Mandiant, Sophos detail dangerous ProxyShell attacks

by Joseph K. Clark

Multiple threat actors are now coalescing their activity around the ProxyShell vulnerabilities in Microsoft Exchange Server, which sparked alarm in cyber security circles in August following a botched disclosure process.

This is according to two pieces of new research from Mandiant and Sophos, which have been tracking activity around ProxyShell for several weeks.

Mandiant said it had responded to multiple intrusions involving the exploitation of ProxyShell across various customers and industries. The widespread availability of proof-of-concept (POC) exploits was not helping matters.

“Examples of proof-of-concept [PoC] exploits developed and released publicly by security researchers could be leveraged by any threat group, leading to adoption by threat groups with varying levels of sophistication,” said Mandiant’s research team in a blog post.


“Mandiant has observed the exploit chain resulting in post-exploitation activities, including deploying web shells, backdoors, and tunneling utilities to compromise victim organizations further. As of the release of this blog, Mandiant tracks eight independent clusters. Mandiant anticipates more clusters will be formed as different threat actors adopt working exploits.”

In one ProxyShell attack that its Managed Defense team responded to, a US-based university was targeted by a threat actor tracked by Mandiant as UNC2980. This is just one of several threat activity clusters that have popped up in the past few weeks and are assessed (albeit with low confidence) to be a cyber-espionage op running out of China.

Mandiant said the group exploited the three common vulnerabilities and exposures (CVEs) that collectively make up ProxyShell to upload web shells to its targets to obtain initial access. It then uses multiple publicly available tools, including Earthworm, Horan, Mimikatz, and WMIExec, to uncover and make off with its trove of stolen data.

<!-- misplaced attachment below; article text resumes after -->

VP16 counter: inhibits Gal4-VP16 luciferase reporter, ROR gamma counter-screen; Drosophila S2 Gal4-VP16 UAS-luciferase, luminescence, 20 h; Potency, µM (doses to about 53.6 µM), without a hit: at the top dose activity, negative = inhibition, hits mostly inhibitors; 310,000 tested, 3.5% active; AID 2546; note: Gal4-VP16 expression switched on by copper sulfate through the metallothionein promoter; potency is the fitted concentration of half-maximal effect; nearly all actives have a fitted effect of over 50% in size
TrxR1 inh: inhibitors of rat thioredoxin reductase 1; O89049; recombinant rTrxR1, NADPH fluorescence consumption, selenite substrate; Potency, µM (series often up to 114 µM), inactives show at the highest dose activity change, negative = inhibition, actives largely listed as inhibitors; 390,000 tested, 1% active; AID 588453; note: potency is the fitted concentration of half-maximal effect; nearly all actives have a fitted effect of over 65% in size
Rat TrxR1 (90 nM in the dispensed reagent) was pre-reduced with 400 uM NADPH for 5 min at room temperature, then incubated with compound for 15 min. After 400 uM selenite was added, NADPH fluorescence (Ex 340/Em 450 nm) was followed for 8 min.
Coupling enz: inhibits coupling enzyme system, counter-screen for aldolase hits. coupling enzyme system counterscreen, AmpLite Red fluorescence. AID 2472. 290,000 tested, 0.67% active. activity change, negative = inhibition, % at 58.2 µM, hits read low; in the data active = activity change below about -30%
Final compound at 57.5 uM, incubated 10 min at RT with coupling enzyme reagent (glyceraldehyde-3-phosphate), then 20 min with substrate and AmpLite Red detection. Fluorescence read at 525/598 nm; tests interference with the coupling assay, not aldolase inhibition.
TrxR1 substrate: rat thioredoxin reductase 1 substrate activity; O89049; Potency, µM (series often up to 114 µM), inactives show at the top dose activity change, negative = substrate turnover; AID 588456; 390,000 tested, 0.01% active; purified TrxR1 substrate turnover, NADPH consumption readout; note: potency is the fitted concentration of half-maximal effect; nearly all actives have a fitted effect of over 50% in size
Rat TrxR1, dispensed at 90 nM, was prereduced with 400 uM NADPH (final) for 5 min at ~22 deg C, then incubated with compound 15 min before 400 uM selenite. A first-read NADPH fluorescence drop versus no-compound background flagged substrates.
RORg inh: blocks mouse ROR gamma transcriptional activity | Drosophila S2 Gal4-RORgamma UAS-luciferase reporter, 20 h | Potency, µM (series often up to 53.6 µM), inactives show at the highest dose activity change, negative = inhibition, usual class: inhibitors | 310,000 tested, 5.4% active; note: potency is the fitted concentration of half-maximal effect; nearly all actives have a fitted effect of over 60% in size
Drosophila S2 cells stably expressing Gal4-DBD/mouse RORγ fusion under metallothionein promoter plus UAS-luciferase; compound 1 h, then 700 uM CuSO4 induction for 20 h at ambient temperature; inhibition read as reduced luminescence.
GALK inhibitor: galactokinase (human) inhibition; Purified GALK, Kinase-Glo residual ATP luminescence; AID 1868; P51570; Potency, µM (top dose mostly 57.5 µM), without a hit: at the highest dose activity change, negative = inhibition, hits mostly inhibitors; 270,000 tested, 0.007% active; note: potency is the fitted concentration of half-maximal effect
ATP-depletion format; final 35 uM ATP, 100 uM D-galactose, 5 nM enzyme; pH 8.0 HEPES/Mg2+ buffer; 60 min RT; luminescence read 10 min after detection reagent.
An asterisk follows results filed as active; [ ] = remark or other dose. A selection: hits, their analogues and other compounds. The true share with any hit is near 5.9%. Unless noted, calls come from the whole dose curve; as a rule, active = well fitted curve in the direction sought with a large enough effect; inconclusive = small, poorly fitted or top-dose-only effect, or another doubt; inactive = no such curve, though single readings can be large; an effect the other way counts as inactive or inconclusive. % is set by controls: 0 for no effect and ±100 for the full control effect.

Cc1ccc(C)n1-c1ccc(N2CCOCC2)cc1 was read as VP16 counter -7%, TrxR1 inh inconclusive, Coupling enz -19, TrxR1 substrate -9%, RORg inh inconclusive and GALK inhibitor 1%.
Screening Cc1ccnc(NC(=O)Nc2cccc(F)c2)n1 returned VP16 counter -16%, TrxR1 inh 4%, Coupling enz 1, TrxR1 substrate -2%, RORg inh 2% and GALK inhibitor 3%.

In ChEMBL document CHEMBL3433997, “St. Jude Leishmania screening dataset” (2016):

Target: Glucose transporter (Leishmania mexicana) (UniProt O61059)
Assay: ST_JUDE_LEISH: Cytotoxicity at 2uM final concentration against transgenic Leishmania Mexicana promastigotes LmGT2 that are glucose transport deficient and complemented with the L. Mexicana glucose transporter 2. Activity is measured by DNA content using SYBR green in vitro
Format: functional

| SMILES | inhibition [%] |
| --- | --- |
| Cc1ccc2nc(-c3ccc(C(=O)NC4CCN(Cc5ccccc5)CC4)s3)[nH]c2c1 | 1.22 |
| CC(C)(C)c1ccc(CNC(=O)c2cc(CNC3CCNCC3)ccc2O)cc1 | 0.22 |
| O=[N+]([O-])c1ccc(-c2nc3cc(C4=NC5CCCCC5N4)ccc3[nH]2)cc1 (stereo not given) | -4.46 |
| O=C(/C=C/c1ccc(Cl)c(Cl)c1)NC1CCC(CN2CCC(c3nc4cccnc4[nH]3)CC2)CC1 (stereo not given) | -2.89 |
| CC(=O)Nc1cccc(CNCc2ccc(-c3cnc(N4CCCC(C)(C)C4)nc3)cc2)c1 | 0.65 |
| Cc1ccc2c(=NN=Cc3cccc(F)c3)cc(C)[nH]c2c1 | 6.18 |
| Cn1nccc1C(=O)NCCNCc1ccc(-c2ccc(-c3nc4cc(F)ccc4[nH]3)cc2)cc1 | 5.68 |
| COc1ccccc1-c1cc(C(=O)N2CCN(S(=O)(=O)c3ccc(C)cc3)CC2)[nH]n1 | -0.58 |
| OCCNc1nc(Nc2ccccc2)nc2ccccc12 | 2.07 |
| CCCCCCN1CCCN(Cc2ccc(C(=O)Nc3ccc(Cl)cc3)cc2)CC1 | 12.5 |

Meanwhile, Sophos’ incident response team shared details of an investigation into a series of recent attacks by an affiliate of the Conti ransomware gang, which also used ProxyShell to establish initial access before following the standard Conti playbook.

Conti is not by any means the first ransomware crew to have started using ProxyShell – those deploying the new LockFile ransomware have also been making hay – but the Conti attacks tracked by Sophos were unusual because they unfolded in record time, explained Sophos Labs senior threat researcher Sean Gallagher.

“As attackers have gained experience with the techniques, their dwell time before launching the final ransomware payload on target networks has decreased from weeks to days to hours,” he said.

“In the case of one of the groups of ProxyShell-based attacks observed by Sophos, the Conti affiliates managed to gain access to the target’s network and set up a remote web shell in under a minute. Three minutes later, they installed a second backup web shell. Within 30 minutes, they generated a complete list of the network’s computers, domain controllers, and administrators.

“Just four hours later, the Conti affiliates had obtained the credentials of domain administrator accounts and began executing commands,” said Gallagher. “Within 48 hours of gaining that initial access, the attackers had exfiltrated about 1 Terabyte of data. After five days had passed, they deployed the Conti ransomware to every machine on the network, specifically targeting individual network shares on each computer.”

During the attack, the Conti affiliate installed seven back doors on the target network, comprising two web shells, four commercial remote access tools – AnyDesk, Atera, Splashtop, and Remote Utilities – and, inevitably, Cobalt Strike.

Gallagher urged Microsoft Exchange users to apply fixes that mitigate the ProxyShell exploits but noted that the available holes require upgrading a recent Exchange Server cumulative update, meaning users must essentially reinstall Exchange and suffer a downtime which may be putting some off.

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